NASA’s Curiosity Rover Will Now Decide Its Own Missions
NASA hands the scope over to the rover, but not the trigger.
NASA’s Curiosity rover is known for its ability to zap rocks from the Martian soil with a laser for chemical analysis along with its ability to sing “Happy Birthday’ to itself annually. This time around, the space agency announced that it was given an update — it can now select the rock it wants to zap on its own.
Curiosity works by hitting its target with a tiny pulse and the gas produced is examined by a spectrometer. It records the color wavelength of the plasma produced then scientists are able to use the data to identify the chemicals present. Even with the need for scientists to choose each target individually, Curiosity tested 1,400 targets in 10,000 different locations.
To address some concerns with the necessity for constant human programming, NASA updated the rover with software called Autonomous Exploration for Gathering Increased Science or AEGIS to let Curiosity choose its own specimen. The rover has its own set of cameras it will be using to identify its target based on the criteria set by the scientists handling it. Some parameters that may be included are size and brightness.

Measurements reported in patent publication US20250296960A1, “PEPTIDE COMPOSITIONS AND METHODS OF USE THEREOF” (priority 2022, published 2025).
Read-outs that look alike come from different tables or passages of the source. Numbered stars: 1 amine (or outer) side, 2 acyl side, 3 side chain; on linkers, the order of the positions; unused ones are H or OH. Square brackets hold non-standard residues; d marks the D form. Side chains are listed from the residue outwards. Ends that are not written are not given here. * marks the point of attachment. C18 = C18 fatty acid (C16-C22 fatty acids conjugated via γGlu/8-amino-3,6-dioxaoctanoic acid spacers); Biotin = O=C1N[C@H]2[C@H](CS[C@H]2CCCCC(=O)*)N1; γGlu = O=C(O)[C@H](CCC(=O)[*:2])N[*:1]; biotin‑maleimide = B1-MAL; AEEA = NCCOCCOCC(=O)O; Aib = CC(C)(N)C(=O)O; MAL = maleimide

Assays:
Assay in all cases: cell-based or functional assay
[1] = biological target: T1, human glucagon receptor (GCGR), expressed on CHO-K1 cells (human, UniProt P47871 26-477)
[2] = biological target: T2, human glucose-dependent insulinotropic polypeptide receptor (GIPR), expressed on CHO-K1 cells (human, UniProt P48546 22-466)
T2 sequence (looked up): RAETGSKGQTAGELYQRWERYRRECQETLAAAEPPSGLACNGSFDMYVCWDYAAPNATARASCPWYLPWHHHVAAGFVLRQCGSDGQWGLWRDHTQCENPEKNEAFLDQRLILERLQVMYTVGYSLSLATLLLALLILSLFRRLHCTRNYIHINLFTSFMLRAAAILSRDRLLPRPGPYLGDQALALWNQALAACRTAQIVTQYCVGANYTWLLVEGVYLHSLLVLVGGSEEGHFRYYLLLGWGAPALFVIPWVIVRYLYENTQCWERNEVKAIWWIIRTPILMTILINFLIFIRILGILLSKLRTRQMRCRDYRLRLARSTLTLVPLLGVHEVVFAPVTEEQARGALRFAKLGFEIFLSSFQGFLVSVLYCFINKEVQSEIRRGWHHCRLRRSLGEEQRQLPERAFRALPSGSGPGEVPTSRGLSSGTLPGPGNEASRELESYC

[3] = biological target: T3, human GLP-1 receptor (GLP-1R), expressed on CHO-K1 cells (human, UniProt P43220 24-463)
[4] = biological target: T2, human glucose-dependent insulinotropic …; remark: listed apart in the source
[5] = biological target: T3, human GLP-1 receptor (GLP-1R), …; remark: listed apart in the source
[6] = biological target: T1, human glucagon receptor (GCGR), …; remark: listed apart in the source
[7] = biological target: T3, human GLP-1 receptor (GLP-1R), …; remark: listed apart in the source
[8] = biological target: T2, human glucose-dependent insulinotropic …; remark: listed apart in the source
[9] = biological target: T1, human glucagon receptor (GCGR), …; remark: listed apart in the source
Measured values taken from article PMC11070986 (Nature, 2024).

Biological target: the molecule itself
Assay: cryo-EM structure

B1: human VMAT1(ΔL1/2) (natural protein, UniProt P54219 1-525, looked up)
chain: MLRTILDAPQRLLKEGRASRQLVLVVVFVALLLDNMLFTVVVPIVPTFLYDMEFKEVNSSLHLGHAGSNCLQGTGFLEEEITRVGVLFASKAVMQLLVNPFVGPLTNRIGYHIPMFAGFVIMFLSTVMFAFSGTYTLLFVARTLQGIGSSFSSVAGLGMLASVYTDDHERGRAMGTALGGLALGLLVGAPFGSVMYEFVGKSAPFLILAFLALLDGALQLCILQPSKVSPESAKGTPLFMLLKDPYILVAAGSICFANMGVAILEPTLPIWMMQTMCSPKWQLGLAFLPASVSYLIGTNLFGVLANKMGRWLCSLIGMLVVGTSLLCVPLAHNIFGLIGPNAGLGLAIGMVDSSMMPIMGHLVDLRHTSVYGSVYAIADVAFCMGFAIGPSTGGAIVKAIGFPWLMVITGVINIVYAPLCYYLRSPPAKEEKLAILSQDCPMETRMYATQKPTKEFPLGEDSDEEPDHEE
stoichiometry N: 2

NASA robotics engineer Tara Estlin said, in a press statement, “This autonomy is particularly useful at times when getting the science team in the loop is difficult or impossible — in the middle of a long drive, perhaps, or when the schedules of Earth, Mars and spacecraft activities lead to delays in sharing information between the planets.”
Scientists from NASA will technically still control Curiosity but in some ways it can now choose where to point its laser. Scientists back on Earth have to still be the ones to pull the trigger.
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